It was only a matter of time before “Boyhood,” last year’s indie darling and Oscar front-runner, would be followed up by “Girlhood.” In fact, though, Celine Sciamma’s film, about a group of teenage girls in the working-class suburbs of Paris, was not intended as a sequel or a retort. It’s pure cinematic kismet that this engrossing, if ultimately frustrating, film (called “Bande de filles” in French) is arriving in American theaters now, offering an often poignantly candid and unsettling view of how female identity is crushed, controlled and — with any luck — created in spite of patriarchal repression.
Marieme (Karidja Toure) lives with her mother and sisters in a cramped apartment, where she’s routinely bossed and beaten by her domineering older brother. Stoic and steady-eyed, Marieme desperately wants to attend an academic high school, but her grades are consigning her to vocational education. Glumly contemplating her grim home life and unpromising prospects, she falls in with a three-girl gang led by the lanky, charismatic Lady (Assa Sylla), who promptly rechristens Marieme “Vic” and leads her into a world of female gangs that’s simultaneously frightening, liberating and empowering.
Artfully filmed by Sciamma in a chilly but rich palette of varying shades of blue, “Girlhood” has some of the spontaneity of dramas by such naturalists as the Dardenne brothers; Toure and her sister cast members are not professional actresses and exude an unforced air of playful camaraderie, especially when they’re dancing and clowning in private. On the street, however, they strike a tougher pose, mouthing off to rival groups of girls, getting into fights and intimidating passers-by for money.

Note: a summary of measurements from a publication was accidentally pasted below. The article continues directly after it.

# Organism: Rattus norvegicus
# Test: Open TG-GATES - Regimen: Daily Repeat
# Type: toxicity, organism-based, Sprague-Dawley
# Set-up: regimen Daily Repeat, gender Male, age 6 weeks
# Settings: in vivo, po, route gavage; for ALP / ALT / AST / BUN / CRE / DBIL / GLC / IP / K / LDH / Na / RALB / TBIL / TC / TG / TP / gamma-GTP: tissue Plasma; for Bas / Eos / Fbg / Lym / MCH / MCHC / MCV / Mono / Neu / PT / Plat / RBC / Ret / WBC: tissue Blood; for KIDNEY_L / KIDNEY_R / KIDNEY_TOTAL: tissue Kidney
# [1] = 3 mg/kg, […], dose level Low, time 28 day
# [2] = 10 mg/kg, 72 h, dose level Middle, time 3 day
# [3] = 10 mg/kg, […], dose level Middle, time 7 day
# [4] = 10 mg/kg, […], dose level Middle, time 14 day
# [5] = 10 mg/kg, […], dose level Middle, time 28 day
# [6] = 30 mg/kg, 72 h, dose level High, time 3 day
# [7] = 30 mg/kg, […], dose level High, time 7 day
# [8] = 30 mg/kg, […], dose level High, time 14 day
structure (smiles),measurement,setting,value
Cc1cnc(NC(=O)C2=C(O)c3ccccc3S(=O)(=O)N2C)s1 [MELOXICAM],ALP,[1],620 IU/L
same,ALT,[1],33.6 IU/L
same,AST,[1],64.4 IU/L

If “Girlhood” is part of a long tradition in bare-bones working-class portraits, it’s also heavily theoretical and ideologically rigorous: From its opening scene of girls playing American-style football and a subsequent moment when their exuberant chatter falls silent upon sighting a group of young men, Sciamma isn’t creating a portrait of Marieme’s inner life so much as a study in how sexism thwarts girls’ attempts to claim and hold social space.
The quiet, self-possessed Marieme winds up taking on different personae as she navigates that territory, making a series of choices that, while understandable, seemed destined for tragedy. “Girlhood” ends on a indeterminate, purposefully opaque note that feels unfair given how much the filmmaker and audience have invested in her journey. Still, Sciamma has redefined teenage female friendship in fierce, funny, uncompromising ways, allowing the strained bravado and ritualized aggression to coexist with tender moments of support and compassion. “Girlhood” is a mesmerizing exercise in the enlightenment that can happen when a filmmaker shifts the male cinematic gaze ever so slightly and uncovers what looks like a whole new world.
Unrated. At area theaters. Contains profanity, fighting, drug use and sexuality. In French, with subtitles. 113 minutes.